By Lynn Bartles - Denver Post
The Colorado legislature is bracing for a historic exodus brought on by a combination of term limits, new legislative boundaries and political aspirations for higher office.
Thirty-three of 100 lawmakers are saying goodbye — and that's just Wednesday, when the session ends. There could be more after November, as some incumbents are in tough races.
"I think the people of Colorado lose when there's that much turnover," said Sen. Nancy Spence, R-Centennial, who is term-limited. "You lose institutional memory, which is so important."
Longtime lobbyist Mike Beasley said he recently brought up the turnover when speaking to a regional economic-development group about important issues facing the state.
"An unbelievable number of people are leaving, and it will have an impact on how this place operates for years to come," he said.
The number of departing lawmakers this year beats the previous record, which was 32 in 1998. But in that case, term limits had just gone into effect, which accounted for 27 of the departures.
The 35-member Senate is losing nine members, while the 65-member House is losing 24. However, some House members are running for the Senate and could be back.
"The impact is just going to be huge," said former Rep. Gayle Berry, a Grand Junction Republican, who is a lobbyist.
She took office in 1996, two years before the first wave of term limits hit. Berry served with members who had decades of experience, and when they left, first in 1998 and then in 2000, the result was immediate, she said.
"So many people were gone who knew the rules well and how to get things going," she said. "The biggest thing over the years has been the change in statesmanship. Some of the lawmakers who had worked with governors in a different party worked in a more bipartisan manner."
One factor this year is reapportionment, the process of drawing new legislative boundaries every 10 years after the U.S. Census.
Four sets of Republican incumbents were drawn into the same districts. In three districts, one lawmaker dropped out to avoid a GOP primary. In the fourth, in El Paso County, Reps. Amy Stephens and Marsha Looper are challenging each other.
In some cases, the districts were reconstructed in such a way that the incumbents didn't believe they had a chance. In others, lawmakers were drawn out of their districts.
Four lawmakers are running for Congress, but only two are giving up their seats to do so. Rep. Joe Miklosi, D-Aurora, is trying to unseat U.S. Rep. Mike Coffman, while Rep. Sal Pace, D-Pueblo, is taking on U.S. Rep. Scott Tipton.
Some lawmakers, such as Rep. Don Beezley, R-Broomfield, and Rep. Edward Casso, D-Commerce City, could have run again but chose not to.
"I thought it was time — plus it's not fun being in the minority," Casso said, with a laugh. "I got elected when I was 32, so there's still plenty of time for me to do something else."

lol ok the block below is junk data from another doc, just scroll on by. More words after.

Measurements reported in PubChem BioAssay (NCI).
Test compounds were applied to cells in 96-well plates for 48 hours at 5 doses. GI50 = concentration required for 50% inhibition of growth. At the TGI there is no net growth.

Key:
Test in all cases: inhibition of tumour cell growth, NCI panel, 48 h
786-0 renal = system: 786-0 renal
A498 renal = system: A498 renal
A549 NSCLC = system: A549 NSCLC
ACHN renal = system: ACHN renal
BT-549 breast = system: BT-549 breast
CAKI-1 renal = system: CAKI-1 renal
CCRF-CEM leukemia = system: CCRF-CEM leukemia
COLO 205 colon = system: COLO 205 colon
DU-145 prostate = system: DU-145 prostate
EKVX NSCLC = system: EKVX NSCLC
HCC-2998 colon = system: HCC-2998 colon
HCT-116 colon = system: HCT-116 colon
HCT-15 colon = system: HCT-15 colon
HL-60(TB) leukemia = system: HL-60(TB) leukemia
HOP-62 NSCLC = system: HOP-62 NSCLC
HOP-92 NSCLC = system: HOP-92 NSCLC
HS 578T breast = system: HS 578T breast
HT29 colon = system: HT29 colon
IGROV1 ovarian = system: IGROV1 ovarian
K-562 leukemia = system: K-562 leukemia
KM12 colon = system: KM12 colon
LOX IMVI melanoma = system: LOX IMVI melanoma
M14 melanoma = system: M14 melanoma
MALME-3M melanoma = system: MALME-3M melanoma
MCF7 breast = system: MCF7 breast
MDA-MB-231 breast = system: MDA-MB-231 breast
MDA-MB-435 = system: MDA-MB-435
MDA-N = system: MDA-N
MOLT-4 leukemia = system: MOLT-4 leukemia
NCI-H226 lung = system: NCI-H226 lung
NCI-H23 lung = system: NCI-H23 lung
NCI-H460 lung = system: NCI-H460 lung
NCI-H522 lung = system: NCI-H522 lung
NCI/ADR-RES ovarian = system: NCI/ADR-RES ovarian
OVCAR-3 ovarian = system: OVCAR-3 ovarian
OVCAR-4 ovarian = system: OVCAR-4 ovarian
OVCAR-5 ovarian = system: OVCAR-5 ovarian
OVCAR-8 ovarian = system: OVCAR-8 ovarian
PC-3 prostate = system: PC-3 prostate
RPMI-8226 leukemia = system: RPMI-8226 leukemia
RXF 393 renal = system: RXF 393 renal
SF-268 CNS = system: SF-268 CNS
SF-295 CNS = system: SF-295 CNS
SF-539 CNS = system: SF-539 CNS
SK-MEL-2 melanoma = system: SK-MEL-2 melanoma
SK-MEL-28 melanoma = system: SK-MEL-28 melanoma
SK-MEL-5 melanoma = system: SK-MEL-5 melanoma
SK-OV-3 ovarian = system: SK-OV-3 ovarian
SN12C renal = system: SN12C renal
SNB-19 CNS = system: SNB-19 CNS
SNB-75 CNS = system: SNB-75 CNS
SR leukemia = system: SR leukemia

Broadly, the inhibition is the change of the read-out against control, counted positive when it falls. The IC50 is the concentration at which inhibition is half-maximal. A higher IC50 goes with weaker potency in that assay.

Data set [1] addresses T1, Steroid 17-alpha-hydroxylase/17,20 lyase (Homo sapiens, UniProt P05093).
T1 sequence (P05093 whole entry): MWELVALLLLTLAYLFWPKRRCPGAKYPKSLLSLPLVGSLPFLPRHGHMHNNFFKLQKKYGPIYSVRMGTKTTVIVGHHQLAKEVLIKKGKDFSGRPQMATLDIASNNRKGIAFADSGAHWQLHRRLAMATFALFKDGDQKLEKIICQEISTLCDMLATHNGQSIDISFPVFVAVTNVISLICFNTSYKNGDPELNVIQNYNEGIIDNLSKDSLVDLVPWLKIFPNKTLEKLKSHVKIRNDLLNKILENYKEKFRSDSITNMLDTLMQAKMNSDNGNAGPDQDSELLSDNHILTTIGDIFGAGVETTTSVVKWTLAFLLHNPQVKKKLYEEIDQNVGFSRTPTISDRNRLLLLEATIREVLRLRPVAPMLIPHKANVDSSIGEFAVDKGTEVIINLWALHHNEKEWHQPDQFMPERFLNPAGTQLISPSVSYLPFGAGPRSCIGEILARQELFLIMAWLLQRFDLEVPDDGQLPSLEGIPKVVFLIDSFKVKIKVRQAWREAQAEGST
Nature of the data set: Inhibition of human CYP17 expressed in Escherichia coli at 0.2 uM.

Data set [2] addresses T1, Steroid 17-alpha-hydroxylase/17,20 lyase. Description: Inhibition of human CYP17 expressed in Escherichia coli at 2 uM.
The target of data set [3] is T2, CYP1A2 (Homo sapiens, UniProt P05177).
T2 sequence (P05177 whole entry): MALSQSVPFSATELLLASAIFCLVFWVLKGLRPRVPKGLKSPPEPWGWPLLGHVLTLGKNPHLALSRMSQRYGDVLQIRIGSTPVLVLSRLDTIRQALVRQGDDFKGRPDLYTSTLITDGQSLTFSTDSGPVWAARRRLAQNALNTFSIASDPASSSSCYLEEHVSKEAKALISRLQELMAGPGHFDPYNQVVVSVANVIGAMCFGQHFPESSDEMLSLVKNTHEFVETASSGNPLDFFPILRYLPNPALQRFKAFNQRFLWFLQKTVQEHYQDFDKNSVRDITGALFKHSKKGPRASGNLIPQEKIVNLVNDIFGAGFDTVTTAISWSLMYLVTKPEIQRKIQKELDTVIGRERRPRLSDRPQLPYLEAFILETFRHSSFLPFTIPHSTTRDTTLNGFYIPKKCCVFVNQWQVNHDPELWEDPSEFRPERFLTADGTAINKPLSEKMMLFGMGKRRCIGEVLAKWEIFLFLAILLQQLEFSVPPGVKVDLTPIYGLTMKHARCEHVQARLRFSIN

Term limits are forcing out 14 lawmakers this year, although three of them are running for the Senate.
Among those signing off is Spence, who was first elected in 1998. She said she doesn't believe in term limits, because voters should make that call at the ballot box, but she doubts she would have stayed if they weren't in place.
"Frankly, it was time for me to move on," she said.
Although Spence and other lawmakers who are leaving will be feted with farewells as the session ends, she said she probably won't feel any different until January, when the the 2013 session starts without her.
By law, the session must end Wednesday, but lawmakers work with constituents and attend committee meetings throughout the rest of the year. Their terms don't expire until January.
Spence and lobbyist Beasley lamented the turnover, saying it creates a growing influence among lobbyists and staffers because they hold the institutional memory.
"I don't think it's a good thing, but it's what voters have done," Beasley said. "They said they wanted a 120-day session and they wanted term limits. The people who get elected have to figure out how to do that. It's been a challenge for both parties."
Lynn Bartels: 303-954-5327 or firstname.lastname@example.org
Of Colorado's 100 lawmakers, a record 33 are leaving office, although some of them are House members who could be back next year because they are running for the Senate. Reasons why they are leaving vary, including how new districts were redrawn during reapportionment.
Sen. Bob Bacon, D-Fort Collins
Sen. Betty Boyd, D-Lakewood
Sen. Brandon Shaffer, D-Longmont
Sen. Suzanne Williams, D-Aurora
Sen. Shawn Mitchell, R-Broomfield
Sen. Nancy Spence, R-Centennial
Rep. David Balmer, R-Centennial; running for Senate
Rep. Jim Kerr, R-Littleton
Rep. Larry Liston, R-Colorado Springs; running for Senate
Rep. Tom Massey, R-Poncha Springs
Rep. Wes McKinley, D-Cokedale
Rep. Judy Solano, D-Brighton
Rep. John Soper, D-Thornton
Rep. Nancy Todd, D-Aurora; running for Senate
Sen. Keith King, R-Colorado Springs
Sen. Tim Neville, R-Littleton
Rep. Randy Baumgardner, R-Cowdrey; running for Senate
Rep. Jon Becker, R-Fort Morgan
Sen. Joyce Foster, D-Denver
Rep. Andy Kerr, D-Lakewood; running for Senate
Rep. B.J. Nikkel, R-Loveland
Rep. Ken Summers, R-Lakewood; running for Senate
Rep. Keith Swerdfeger, R-Pueblo West
Rep. Roger Wilson, D-Glenwood Springs
Rep. Amy Stephens or Rep. Marsha Looper, R-El Paso County*
*Drawn into same district
Source: Colorado General Assembly
RUNNING FOR SENATE
Rep. Matt Jones, D-Louisville
Rep. John Kefalas, D-Fort Collins
Rep. Glenn Vaad, R-Meade
RUNNING FOR CONGRESS
Rep. Joe Miklosi, D-Aurora
Rep. Sal Pace, D-Pueblo
NOT SEEKING RE-ELECTION
Rep. Don Beezley, R-Broomfield
Rep. Laura Bradford, R-Collbran
Rep. Edward Casso, D-Commerce City